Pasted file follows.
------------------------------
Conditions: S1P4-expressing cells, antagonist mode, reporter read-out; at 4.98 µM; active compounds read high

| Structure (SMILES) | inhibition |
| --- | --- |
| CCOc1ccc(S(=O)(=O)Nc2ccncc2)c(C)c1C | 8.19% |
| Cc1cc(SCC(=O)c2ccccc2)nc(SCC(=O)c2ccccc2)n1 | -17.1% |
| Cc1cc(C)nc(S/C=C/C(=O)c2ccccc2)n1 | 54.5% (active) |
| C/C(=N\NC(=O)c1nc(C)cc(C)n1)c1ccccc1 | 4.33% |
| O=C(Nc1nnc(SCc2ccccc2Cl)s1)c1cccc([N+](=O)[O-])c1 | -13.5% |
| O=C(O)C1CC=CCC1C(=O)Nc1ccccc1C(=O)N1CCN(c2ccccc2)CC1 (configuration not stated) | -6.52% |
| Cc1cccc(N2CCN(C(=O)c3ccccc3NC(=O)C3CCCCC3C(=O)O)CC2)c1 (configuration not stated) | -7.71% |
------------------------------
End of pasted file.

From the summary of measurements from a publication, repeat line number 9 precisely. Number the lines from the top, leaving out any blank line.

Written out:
| O=C(O)C1CC=CCC1C(=O)Nc1ccccc1C(=O)N1CCN(c2ccccc2)CC1 (configuration not stated) | -6.52% |